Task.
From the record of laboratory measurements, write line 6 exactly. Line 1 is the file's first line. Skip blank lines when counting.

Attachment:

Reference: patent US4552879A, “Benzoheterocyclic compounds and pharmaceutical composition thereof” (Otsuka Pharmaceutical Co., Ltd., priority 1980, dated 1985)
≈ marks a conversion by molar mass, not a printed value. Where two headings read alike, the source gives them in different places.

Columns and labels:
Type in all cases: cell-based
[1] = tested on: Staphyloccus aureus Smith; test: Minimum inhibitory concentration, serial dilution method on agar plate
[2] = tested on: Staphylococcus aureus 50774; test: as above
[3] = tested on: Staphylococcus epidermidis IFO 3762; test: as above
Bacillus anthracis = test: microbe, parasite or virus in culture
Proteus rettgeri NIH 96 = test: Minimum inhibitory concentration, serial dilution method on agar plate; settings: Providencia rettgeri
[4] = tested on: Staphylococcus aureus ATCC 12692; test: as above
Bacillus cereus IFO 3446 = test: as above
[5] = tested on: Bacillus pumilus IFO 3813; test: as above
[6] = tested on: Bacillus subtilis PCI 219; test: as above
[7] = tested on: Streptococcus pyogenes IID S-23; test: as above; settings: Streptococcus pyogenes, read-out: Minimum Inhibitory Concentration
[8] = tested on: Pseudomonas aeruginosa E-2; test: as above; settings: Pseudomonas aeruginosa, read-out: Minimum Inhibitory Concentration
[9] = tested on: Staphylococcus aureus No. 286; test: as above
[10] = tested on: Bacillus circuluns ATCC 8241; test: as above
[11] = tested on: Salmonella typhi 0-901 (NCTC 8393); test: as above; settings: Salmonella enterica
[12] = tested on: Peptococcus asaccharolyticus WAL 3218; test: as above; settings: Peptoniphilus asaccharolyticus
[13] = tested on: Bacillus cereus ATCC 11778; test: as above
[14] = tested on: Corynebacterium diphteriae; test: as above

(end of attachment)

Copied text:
[2] = tested on: Staphylococcus aureus 50774; test: as above